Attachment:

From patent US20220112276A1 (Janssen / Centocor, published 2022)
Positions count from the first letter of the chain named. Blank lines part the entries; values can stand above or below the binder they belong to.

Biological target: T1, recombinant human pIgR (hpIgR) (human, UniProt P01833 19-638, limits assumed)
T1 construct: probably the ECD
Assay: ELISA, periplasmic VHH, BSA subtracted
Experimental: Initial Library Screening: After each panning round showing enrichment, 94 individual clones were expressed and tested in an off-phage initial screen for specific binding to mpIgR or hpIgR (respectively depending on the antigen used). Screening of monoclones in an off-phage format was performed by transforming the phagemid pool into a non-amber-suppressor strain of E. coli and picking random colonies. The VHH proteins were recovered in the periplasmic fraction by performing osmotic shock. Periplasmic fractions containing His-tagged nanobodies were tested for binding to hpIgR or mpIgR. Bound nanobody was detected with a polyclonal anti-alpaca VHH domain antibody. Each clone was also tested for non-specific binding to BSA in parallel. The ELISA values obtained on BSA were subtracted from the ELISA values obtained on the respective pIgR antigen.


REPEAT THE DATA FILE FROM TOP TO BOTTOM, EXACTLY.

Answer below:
From patent US20220112276A1 (Janssen / Centocor, published 2022)
Positions count from the first letter of the chain named. Blank lines part the entries; values can stand above or below the binder they belong to.

Biological target: T1, recombinant human pIgR (hpIgR) (human, UniProt P01833 19-638, limits assumed)
T1 construct: probably the ECD
Assay: ELISA, periplasmic VHH, BSA subtracted
Experimental: Initial Library Screening: After each panning round showing enrichment, 94 individual clones were expressed and tested in an off-phage initial screen for specific binding to mpIgR or hpIgR (respectively depending on the antigen used). Screening of monoclones in an off-phage format was performed by transforming the phagemid pool into a non-amber-suppressor strain of E. coli and picking random colonies. The VHH proteins were recovered in the periplasmic fraction by performing osmotic shock. Periplasmic fractions containing His-tagged nanobodies were tested for binding to hpIgR or mpIgR. Bound nanobody was detected with a polyclonal anti-alpaca VHH domain antibody. Each clone was also tested for non-specific binding to BSA in parallel. The ELISA values obtained on BSA were subtracted from the ELISA values obtained on the respective pIgR antigen.